“Job creation” has become a non-partisan rallying cry at the heart of modern American life.
Creating jobs, though, is only the beginning. Holding on to a job is critical for employee and employer alike, especially for entry-level workers.
It’s the rare young adult who can walk into a new position cold and instinctively know how to behave every step of the way. Employees who don’t perform to the boss’ expectations are costly to businesses, which must spend time and money on job re-creation, to search for, hire and train a replacement.
It’s costly also to the ex-employee—whether a termination or resignation—who must start over again. Plus, a suspiciously short job tenure on a resume can raise a red flag to hiring managers, making the next job that much harder to land.
With those considerations in mind, the Westchester-Putnam Workforce Development Board (WPWDB) has created a public-private partnership to assist teenagers in anticipating the rigors of the workplace: How to not only exist in it, but to thrive in it.
Called READI, the innovative program revolves around the core attributes deemed mandatory in job success for first-time employees: Respect. Enthusiasm. Articulate. Dependable. Initiative.
“READI was developed based on feedback we received from employers,” says Donnovan Beckford, director of the Westchester-Putnam Workforce Development Board, who calls it “a great opportunity to make a difference in a grassroots way.”
Peekskill was chosen to launch READI for a couple of reasons. There already were 60-70 youngsters enrolled in the city’s Temporary Assistance for Needy Families (TANF) program, administered by the Peekskill Youth Bureau, under executive director Danielle Satow.
She says that data studied by WCA deputy director Alison Lake showed Peekskill would stand to benefit markedly from the READI program, due to its cohort of youth in foster care and other challenging circumstances.
With a young workforce already in place, says Ms. Satow, “we were able to take advantage of READI right away.” Salaries for the youth workers are funded through state grants.
Peekskill’s pilot READI program kicked off early July 12 and ran through mid-August, a span of about six weeks.
With knowledge gleaned from the Peekskill program in hand, WPWDB is in the process of rolling out READI to other municipalities during the next 12 months.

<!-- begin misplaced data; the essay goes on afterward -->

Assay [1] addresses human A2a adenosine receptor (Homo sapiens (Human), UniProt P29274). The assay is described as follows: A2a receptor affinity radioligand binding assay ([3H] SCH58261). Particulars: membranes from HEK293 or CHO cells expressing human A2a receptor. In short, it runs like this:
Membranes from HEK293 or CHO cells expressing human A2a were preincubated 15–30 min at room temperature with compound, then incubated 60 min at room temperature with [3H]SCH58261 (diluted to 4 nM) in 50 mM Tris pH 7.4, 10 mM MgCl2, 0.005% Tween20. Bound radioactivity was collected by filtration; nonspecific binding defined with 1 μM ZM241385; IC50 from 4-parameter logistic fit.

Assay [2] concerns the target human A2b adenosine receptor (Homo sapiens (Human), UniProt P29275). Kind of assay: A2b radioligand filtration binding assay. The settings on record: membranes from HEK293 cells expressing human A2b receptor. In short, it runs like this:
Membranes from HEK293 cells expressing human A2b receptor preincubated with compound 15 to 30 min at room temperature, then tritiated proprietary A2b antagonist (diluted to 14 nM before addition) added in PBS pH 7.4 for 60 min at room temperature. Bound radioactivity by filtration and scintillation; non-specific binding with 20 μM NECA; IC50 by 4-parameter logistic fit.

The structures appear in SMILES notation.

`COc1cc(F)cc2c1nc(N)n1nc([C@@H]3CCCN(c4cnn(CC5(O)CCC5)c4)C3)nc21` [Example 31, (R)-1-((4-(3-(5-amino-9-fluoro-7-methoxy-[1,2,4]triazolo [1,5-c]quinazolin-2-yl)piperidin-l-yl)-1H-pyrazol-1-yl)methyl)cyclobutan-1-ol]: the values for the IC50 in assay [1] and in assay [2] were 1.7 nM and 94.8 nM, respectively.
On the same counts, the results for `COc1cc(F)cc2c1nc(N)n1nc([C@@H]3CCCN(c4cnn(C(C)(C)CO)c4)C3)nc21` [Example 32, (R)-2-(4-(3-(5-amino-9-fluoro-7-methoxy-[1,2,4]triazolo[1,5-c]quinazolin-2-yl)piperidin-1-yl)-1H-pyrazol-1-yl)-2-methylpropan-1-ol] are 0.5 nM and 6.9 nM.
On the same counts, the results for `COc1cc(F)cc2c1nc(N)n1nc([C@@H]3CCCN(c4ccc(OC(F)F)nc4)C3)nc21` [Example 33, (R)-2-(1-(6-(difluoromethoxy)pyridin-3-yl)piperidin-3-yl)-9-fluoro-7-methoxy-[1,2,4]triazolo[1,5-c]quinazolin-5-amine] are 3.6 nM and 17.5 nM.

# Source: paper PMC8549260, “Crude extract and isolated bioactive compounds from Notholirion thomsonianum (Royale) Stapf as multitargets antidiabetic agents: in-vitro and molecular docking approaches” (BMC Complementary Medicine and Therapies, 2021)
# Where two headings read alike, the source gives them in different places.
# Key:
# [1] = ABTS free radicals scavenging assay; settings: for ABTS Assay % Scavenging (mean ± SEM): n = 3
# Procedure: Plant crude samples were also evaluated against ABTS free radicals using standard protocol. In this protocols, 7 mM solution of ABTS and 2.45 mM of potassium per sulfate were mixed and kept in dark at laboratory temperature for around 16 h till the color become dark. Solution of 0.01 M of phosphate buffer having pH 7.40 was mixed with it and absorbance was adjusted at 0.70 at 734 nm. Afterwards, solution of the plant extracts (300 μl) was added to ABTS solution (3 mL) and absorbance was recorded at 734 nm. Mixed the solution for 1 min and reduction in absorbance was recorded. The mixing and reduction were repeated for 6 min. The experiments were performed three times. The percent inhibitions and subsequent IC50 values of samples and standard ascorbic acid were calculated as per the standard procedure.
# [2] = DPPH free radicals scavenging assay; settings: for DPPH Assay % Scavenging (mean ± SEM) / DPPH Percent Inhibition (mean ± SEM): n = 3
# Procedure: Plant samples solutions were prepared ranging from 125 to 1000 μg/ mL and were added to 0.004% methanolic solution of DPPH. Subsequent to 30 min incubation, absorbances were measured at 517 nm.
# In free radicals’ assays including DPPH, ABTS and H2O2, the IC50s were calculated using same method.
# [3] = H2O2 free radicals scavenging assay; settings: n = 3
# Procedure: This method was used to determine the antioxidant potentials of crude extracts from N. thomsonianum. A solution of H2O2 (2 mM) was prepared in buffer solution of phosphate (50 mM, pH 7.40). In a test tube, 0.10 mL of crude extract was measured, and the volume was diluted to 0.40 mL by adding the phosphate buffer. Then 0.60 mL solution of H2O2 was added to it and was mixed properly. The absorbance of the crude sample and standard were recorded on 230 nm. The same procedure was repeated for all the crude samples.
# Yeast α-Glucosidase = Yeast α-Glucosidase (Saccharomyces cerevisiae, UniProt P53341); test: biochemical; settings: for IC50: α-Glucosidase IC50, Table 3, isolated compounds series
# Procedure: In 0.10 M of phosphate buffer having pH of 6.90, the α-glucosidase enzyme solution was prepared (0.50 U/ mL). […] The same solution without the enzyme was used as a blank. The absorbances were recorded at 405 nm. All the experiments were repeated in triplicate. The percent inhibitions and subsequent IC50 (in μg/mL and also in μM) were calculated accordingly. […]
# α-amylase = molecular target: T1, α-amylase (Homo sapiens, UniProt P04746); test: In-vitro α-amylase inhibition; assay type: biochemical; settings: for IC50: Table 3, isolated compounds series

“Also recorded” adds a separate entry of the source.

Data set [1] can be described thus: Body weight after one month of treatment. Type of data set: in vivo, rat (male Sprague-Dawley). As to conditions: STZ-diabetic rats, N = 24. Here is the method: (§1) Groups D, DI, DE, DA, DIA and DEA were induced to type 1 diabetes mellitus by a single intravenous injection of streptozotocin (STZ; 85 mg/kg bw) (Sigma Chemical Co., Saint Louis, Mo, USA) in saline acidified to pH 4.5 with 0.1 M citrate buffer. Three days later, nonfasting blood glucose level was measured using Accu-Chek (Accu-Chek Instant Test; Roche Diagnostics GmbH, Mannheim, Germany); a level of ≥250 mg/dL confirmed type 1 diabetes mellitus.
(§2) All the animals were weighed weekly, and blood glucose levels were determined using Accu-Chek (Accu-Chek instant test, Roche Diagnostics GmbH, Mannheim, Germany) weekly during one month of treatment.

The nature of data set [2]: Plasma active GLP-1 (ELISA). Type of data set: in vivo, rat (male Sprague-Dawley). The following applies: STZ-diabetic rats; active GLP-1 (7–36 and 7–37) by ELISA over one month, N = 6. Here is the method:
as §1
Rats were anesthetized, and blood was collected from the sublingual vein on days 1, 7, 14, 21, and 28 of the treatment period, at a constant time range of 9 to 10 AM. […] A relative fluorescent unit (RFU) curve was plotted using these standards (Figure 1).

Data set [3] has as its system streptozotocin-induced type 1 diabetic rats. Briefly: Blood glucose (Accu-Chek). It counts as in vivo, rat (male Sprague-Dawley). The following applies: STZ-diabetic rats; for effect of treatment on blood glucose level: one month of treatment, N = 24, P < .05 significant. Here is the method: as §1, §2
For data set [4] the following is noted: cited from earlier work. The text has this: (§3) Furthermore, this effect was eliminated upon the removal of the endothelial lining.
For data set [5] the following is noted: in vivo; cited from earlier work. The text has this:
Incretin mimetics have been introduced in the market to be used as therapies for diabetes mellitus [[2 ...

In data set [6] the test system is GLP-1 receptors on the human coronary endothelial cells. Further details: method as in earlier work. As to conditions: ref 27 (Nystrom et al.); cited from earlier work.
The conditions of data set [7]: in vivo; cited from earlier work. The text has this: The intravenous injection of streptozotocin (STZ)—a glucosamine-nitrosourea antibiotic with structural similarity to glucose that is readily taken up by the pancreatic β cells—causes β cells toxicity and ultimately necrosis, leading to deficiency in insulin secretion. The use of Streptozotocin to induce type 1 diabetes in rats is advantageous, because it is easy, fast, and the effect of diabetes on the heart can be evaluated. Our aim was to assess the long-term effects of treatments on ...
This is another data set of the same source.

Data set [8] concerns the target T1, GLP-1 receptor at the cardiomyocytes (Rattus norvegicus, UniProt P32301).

The READI curriculum is carefully designed on a multi-level structure. First order of business is “training the trainers.” The Workforce Development Board looks for volunteers who preferably have a background in teaching or in professional development.
Those recruits spend nine hours over several workshop sessions to become certified trainers. The new trainers then pass along what they learned either directly to READI youth or to other adults directly engaged with youth—at agencies such as the Boys and Girls Club of Northern Westchester in Mount Kisco—who then become trainers themselves.
The Peekskill youth who completed this past summer’s inaugural READI program were placed at one of 20 participating work sites. The overall objective, says Danielle Satow, is that “soft skill training helps them get a better job and keep a job. The idea is to learn the curriculum and be more successful.”
The businesses who stepped up in support of the program and hosted the youth workers deserve thanks and admiration for their civic-minded generosity in helping young people learn how to succeed in the real world by showing Respect, Enthusiasm and Initiative, while also being Articulate and Dependable.
It’s common sense that any worker, of any age, who learns and practices those five attributes will be READI for almost anything.
To apply as a trainer, contact Allison Jones at 914-813-6153 or at email@example.com. Applications also can be submitted, and more program details found, at westchesterputnamonestop.com.
Bruce Apar is chief content officer of Pinpoint Marketing & Design, a Google Partner Agency. Its Adventix division helps performing arts venues increase ticket sales. He also is an actor, a community volunteer, and a contributor to several periodicals. Follow him as Bruce the Blog on social media. Reach him at firstname.lastname@example.org or 914-275-6887.